October 4, 2023

Farmers in Cornwall are working to reduce their carbon footprint

Kate and Will Martin

Kate and Will Martin’s farm near St Austell is one of dozens that have applied for the project

A project in Cornwall is helping farmers improve their environmental impact by reducing their carbon footprint.

Three farms that have joined Farm Net Zero are aiming to become net zero within five years, while 40 others are working to reduce their emissions by 30%.

The project supports farmers to implement changes, including in grazing management and compost use.

Dr. Hannah Jones of Farm Net Zero said farmers are leading the changes.

“The farmers come up with the ideas, innovations because it has to fit within their company,” she said.

“Any innovation… it will potentially succeed, but it can also fail, so for the farmer they need to understand that risk and we will support them with the data to make the decision whether that worked or not.”

Treway farm

Dr. Hannah Jones with one of the farmers involved in the project, Will Martin

The UK has committed to zero greenhouse gas emissions by 2050

According to the government, agriculture was responsible for 11% of the UK’s greenhouse gas emissions in 2020.

Farm Net Zero, funded by the National Lottery’s Community Fund and run in partnership with a number of organizations including Duchy College, the Westcountry Rivers Trust and Isles of Scilly-based community interest company Farm Carbon Toolkit (FCT), aims to agriculture can contribute to achieving net zero.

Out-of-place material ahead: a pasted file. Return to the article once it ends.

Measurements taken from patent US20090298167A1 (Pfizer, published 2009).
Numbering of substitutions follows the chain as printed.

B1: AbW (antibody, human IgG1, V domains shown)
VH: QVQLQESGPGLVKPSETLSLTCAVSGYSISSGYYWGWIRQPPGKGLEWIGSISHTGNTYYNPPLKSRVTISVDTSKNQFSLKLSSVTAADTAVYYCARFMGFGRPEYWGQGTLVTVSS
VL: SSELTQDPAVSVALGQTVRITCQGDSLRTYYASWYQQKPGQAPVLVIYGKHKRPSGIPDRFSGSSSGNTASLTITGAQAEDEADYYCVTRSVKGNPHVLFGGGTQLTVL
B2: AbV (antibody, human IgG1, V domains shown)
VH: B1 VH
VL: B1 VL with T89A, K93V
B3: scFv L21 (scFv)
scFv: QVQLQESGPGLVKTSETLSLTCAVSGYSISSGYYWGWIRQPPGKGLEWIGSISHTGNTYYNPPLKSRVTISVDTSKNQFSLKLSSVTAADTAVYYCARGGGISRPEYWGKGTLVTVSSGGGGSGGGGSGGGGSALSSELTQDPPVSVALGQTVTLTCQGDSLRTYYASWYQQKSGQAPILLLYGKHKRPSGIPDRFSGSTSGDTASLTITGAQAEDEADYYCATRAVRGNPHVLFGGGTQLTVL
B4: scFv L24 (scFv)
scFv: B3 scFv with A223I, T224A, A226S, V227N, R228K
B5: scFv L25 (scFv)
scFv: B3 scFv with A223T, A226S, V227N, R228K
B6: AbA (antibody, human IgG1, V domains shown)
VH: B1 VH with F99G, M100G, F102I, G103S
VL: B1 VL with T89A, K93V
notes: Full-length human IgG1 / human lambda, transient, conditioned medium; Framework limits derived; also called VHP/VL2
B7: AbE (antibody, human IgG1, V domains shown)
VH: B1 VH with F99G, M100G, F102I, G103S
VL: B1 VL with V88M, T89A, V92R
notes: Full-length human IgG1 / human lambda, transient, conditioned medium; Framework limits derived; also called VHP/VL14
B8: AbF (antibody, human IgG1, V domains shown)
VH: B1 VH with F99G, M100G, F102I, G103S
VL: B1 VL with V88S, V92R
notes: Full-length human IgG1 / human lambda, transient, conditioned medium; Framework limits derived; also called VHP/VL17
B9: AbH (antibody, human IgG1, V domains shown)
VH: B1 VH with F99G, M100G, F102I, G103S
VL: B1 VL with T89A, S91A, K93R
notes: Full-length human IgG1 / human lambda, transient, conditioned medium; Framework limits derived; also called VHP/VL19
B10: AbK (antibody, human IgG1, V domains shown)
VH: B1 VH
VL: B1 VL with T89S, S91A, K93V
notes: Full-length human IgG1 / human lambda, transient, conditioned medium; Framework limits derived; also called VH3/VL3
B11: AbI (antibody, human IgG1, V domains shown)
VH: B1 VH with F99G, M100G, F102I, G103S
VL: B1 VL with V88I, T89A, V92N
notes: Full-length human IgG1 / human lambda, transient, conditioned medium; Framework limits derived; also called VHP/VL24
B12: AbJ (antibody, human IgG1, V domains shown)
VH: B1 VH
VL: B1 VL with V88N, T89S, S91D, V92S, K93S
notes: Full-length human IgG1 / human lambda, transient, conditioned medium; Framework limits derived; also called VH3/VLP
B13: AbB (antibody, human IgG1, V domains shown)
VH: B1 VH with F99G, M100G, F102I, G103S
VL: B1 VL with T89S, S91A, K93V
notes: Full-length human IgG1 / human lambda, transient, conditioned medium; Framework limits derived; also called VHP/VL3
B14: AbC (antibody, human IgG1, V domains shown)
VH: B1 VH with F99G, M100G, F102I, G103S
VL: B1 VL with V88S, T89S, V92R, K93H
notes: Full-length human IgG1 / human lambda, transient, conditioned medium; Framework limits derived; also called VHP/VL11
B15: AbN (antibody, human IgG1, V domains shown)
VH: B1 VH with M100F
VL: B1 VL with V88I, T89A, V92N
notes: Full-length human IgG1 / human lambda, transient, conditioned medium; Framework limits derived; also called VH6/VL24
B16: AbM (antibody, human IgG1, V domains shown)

Kate and Will Martin have worked at Treway Farm near St Austell for 15 years. They joined the Farm Net Zero project a few months ago as one of 40 monitor farms aiming to reduce emissions by 30% over five years.

In recent years they have switched from feeding grain to gain weight for slaughter to feeding 100% grass and silage from their own soil.

Their animals are now moved to new pastures every day.

Herbal ley

The cattle graze on herb slates – a mix of grasses, herbs and deep-rooted plants

The Martins said the system reduced fertilizer needs and improved their soil health, and they were curious about the impact it had on their carbon footprint.

“We wanted to get involved to know that we are doing the right thing for nature and that we are not a CO2 emitter, but actually sinking more carbon into our fields and that it is a much more sustainable business going forward,” said Mr. Martin.

‘Magic Machines’

Ms Martin said they sold all their meat directly to the customer and there was a “huge difference” between the meat from grain-fed and grass-fed cattle.

“You can see very clearly in the meat how the fat is very yellow,” she said.

“That’s from the grass, so you won’t see that nice yellow fat in any animal that’s been fed grain…and that’s why it tastes good.”

She said the cattle were “magical machines because they eat grass that we can’t eat and turn it into nutritious food.”

Hannah Jones

Measuring soil health and the carbon stored in it is one of the ways the project calculates farm progress

Dr. Jones, soil and carbon consultant at FCT, said measuring soil health and the carbon stored in it was one of the ways Farm Net Zero calculates farm progress.

Farmers can then calculate their carbon footprint using a specialized calculator that takes into account details about their farm, including livestock, inputs such as fertilizers, and landscape and soil carbon to show total carbon emissions and offsets.

Anthony Ellis

Anthony Ellis said he was very proud that he had not used insecticides on his farm for the past four years